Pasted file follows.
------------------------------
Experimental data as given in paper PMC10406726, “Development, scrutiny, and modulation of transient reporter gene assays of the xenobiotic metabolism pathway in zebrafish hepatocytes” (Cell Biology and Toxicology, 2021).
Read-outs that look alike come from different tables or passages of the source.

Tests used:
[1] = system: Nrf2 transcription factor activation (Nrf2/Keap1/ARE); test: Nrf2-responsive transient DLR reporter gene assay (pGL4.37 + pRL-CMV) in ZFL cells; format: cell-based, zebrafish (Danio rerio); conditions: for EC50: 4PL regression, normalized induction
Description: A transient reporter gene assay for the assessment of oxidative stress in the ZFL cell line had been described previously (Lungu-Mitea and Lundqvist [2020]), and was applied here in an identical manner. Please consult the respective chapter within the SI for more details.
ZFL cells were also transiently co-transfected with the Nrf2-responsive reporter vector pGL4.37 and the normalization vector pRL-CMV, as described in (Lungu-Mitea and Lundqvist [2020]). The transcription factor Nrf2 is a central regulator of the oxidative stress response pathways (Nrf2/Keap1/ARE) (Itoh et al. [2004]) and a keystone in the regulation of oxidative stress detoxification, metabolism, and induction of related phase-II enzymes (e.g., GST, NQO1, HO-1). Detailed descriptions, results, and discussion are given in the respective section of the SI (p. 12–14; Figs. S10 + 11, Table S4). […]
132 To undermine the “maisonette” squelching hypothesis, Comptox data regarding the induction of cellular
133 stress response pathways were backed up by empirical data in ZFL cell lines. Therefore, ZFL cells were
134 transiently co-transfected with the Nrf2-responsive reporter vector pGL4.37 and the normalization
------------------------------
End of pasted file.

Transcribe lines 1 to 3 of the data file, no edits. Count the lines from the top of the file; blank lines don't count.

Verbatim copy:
Experimental data as given in paper PMC10406726, “Development, scrutiny, and modulation of transient reporter gene assays of the xenobiotic metabolism pathway in zebrafish hepatocytes” (Cell Biology and Toxicology, 2021).
Read-outs that look alike come from different tables or passages of the source.

Tests used: